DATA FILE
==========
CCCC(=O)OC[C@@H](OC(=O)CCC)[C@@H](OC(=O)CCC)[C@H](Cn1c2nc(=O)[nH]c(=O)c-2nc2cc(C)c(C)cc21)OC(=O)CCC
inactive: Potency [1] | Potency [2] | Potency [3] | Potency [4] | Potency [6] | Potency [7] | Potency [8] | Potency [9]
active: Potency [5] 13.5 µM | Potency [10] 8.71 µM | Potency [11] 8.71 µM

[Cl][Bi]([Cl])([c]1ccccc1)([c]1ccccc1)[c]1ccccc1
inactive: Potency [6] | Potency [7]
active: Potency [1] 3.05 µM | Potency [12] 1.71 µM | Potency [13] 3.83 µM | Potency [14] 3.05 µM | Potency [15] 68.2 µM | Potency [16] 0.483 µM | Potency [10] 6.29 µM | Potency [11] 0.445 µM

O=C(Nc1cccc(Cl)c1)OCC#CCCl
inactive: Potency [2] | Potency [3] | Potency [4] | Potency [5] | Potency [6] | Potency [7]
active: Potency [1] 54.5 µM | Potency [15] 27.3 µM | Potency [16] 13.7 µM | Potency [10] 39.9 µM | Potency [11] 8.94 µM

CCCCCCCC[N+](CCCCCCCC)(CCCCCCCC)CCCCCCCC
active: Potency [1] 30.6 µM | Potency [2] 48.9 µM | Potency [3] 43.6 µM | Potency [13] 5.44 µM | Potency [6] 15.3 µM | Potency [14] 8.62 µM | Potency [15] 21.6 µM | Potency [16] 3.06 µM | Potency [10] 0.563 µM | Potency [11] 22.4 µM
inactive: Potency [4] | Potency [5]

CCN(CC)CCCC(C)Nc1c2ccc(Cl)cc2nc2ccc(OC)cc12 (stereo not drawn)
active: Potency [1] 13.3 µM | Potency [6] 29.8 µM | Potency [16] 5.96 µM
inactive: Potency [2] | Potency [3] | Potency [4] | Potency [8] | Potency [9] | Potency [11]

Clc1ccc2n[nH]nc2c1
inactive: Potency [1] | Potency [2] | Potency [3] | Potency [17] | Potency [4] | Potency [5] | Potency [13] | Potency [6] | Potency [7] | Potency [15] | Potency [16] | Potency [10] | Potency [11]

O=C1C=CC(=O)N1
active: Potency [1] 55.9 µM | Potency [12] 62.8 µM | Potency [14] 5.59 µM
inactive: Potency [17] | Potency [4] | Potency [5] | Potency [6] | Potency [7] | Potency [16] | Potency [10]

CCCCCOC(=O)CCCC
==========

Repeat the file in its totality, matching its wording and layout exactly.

CCCC(=O)OC[C@@H](OC(=O)CCC)[C@@H](OC(=O)CCC)[C@H](Cn1c2nc(=O)[nH]c(=O)c-2nc2cc(C)c(C)cc21)OC(=O)CCC
inactive: Potency [1] | Potency [2] | Potency [3] | Potency [4] | Potency [6] | Potency [7] | Potency [8] | Potency [9]
active: Potency [5] 13.5 µM | Potency [10] 8.71 µM | Potency [11] 8.71 µM

[Cl][Bi]([Cl])([c]1ccccc1)([c]1ccccc1)[c]1ccccc1
inactive: Potency [6] | Potency [7]
active: Potency [1] 3.05 µM | Potency [12] 1.71 µM | Potency [13] 3.83 µM | Potency [14] 3.05 µM | Potency [15] 68.2 µM | Potency [16] 0.483 µM | Potency [10] 6.29 µM | Potency [11] 0.445 µM

O=C(Nc1cccc(Cl)c1)OCC#CCCl
inactive: Potency [2] | Potency [3] | Potency [4] | Potency [5] | Potency [6] | Potency [7]
active: Potency [1] 54.5 µM | Potency [15] 27.3 µM | Potency [16] 13.7 µM | Potency [10] 39.9 µM | Potency [11] 8.94 µM

CCCCCCCC[N+](CCCCCCCC)(CCCCCCCC)CCCCCCCC
active: Potency [1] 30.6 µM | Potency [2] 48.9 µM | Potency [3] 43.6 µM | Potency [13] 5.44 µM | Potency [6] 15.3 µM | Potency [14] 8.62 µM | Potency [15] 21.6 µM | Potency [16] 3.06 µM | Potency [10] 0.563 µM | Potency [11] 22.4 µM
inactive: Potency [4] | Potency [5]

CCN(CC)CCCC(C)Nc1c2ccc(Cl)cc2nc2ccc(OC)cc12 (stereo not drawn)
active: Potency [1] 13.3 µM | Potency [6] 29.8 µM | Potency [16] 5.96 µM
inactive: Potency [2] | Potency [3] | Potency [4] | Potency [8] | Potency [9] | Potency [11]

Clc1ccc2n[nH]nc2c1
inactive: Potency [1] | Potency [2] | Potency [3] | Potency [17] | Potency [4] | Potency [5] | Potency [13] | Potency [6] | Potency [7] | Potency [15] | Potency [16] | Potency [10] | Potency [11]

O=C1C=CC(=O)N1
active: Potency [1] 55.9 µM | Potency [12] 62.8 µM | Potency [14] 5.59 µM
inactive: Potency [17] | Potency [4] | Potency [5] | Potency [6] | Potency [7] | Potency [16] | Potency [10]

CCCCCOC(=O)CCCC